Council scorns 'nice earner' claim
Monday, December 4, 2006
By Ross Smith
A civil servant told council bosses their plans for loading bays could constitute "entrapment" because vehicles would be too wide to fit inside them.
The comment is the latest controversy to beset Sunderland Council's parking system.
The council wanted to create loading bays in Front Street in Concord, Washington, which were smaller than the legal width.
But a Department for Transport official warned them on November 6 this year: "Let's not forget there are elements of potential entrapment here - ie they almost entice lorries to use bays they cannot fit into, then they can fine them for not parking within the bay. Nice little earner!!"
Government Office North-East also told Sunderland Council on November 13 that a loading bay already in place in Holmside in the city would have to be extended to the full 2.7m.
It was originally just 1.5m wide, but the council did evtend it this year to 2m.
And it emerged that other loading bays in the city were already well before the legal minimum width.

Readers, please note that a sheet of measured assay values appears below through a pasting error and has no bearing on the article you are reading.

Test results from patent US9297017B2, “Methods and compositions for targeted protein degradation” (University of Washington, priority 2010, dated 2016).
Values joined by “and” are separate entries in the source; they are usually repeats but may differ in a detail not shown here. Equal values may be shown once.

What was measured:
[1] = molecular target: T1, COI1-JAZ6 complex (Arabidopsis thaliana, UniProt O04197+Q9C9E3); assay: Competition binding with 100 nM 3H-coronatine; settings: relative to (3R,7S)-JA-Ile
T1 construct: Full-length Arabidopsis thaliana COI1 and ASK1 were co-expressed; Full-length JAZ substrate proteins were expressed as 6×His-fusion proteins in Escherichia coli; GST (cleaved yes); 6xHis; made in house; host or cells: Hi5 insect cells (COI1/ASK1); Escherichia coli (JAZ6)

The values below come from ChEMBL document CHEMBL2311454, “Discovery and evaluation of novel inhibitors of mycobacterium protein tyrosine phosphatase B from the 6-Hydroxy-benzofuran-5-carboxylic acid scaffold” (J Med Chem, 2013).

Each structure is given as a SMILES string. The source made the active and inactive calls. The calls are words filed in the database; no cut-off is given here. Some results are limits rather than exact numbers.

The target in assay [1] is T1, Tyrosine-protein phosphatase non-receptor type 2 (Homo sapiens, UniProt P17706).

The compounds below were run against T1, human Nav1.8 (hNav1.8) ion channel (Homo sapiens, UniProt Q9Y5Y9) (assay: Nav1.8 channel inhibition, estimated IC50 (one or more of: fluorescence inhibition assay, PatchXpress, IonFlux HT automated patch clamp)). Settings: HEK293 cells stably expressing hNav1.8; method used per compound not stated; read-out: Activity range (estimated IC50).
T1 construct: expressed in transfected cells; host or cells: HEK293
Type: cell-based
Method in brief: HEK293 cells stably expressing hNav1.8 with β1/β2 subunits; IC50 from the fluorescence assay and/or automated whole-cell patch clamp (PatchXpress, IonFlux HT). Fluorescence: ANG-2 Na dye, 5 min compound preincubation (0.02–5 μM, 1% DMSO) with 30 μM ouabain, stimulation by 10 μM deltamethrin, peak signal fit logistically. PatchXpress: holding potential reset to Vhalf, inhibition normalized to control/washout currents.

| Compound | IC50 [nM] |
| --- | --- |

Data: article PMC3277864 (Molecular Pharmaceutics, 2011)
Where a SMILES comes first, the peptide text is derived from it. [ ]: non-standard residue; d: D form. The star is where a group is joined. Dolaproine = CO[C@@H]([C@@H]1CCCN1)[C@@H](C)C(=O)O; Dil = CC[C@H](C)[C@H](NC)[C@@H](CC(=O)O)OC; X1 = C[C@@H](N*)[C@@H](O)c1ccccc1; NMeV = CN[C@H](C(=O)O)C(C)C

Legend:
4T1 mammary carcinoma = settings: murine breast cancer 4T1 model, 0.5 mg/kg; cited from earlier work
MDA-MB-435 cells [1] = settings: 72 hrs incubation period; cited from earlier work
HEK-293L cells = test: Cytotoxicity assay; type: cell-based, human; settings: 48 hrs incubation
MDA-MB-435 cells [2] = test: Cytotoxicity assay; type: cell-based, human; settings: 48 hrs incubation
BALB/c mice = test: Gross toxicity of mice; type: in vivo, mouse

But Sunderland Council chief executive Ged Fitzgerald said yesterday: "The council totally refutes any inference that there has been any form of entrapment in the context of decriminalised parking in the city of Sunderland."
The council asked for permission for a bay two metres wide - smaller than the legal 2.7m minimum.
The council said it had not yet created the bay in Front Street, and it would comply with regulations when it did.
The loading restrictions are being created in response to traders' concerns about parking. The problem in Holmside is understood to have been uncovered by an internal review of the city's parking problems, which reported last January.
It was carried out in response to a series of blunders over signs, lines and traffic orders which forced the authority to repay thousands of pounds in wrongly collected fines.
However, the council insists its overall regime remains legally robust.
It was buoyed in its claim by a parking adjudicator's decision last month to reject 26 out of 28 appeals taken by campaigner Neil Herron, who has fought against the system.
The council recently decided to take control of on-street parking back "in house" after staff from its contractor, NCP, were filmed making racist remarks in an undercover documentary.
Northumbria Police said they were "looking into" information about the parking system in Sunderland, but had not launched a formal investigation.
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